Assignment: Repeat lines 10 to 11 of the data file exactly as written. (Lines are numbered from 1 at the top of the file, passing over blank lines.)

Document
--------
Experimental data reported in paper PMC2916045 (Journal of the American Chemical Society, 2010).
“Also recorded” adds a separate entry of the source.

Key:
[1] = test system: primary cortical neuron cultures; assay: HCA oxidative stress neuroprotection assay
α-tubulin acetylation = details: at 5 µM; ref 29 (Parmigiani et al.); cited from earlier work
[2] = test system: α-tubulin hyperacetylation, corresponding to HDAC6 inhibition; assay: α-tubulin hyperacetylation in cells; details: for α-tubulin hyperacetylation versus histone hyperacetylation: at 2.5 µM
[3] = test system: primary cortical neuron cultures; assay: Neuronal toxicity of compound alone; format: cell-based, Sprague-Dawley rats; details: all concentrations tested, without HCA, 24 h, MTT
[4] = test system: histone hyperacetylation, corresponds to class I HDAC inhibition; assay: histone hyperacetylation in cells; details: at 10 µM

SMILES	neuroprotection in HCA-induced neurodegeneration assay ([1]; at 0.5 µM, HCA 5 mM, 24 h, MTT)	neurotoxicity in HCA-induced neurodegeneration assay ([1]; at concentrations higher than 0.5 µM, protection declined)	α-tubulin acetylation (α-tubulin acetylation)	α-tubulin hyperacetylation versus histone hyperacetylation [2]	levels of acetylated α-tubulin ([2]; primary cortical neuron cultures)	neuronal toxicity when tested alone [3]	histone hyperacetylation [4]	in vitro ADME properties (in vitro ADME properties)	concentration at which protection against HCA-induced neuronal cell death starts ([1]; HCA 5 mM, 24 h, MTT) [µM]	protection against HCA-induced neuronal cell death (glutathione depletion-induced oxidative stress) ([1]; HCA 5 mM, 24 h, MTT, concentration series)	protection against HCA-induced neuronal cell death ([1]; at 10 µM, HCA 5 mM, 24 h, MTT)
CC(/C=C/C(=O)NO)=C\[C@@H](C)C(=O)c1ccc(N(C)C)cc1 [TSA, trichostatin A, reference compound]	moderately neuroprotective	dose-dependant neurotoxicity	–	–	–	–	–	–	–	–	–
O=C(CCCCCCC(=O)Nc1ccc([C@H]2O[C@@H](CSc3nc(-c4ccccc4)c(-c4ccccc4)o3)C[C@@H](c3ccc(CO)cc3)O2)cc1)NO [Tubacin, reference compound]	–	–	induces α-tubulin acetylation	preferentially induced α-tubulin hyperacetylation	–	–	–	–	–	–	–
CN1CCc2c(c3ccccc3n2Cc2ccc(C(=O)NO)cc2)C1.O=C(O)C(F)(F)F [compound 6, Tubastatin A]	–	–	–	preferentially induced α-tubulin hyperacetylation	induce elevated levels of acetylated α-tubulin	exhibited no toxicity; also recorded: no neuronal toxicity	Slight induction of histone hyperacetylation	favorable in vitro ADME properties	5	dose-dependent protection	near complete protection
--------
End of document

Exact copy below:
CC(/C=C/C(=O)NO)=C\[C@@H](C)C(=O)c1ccc(N(C)C)cc1 [TSA, trichostatin A, reference compound]	moderately neuroprotective	dose-dependant neurotoxicity	–	–	–	–	–	–	–	–	–
O=C(CCCCCCC(=O)Nc1ccc([C@H]2O[C@@H](CSc3nc(-c4ccccc4)c(-c4ccccc4)o3)C[C@@H](c3ccc(CO)cc3)O2)cc1)NO [Tubacin, reference compound]	–	–	induces α-tubulin acetylation	preferentially induced α-tubulin hyperacetylation	–	–	–	–	–	–	–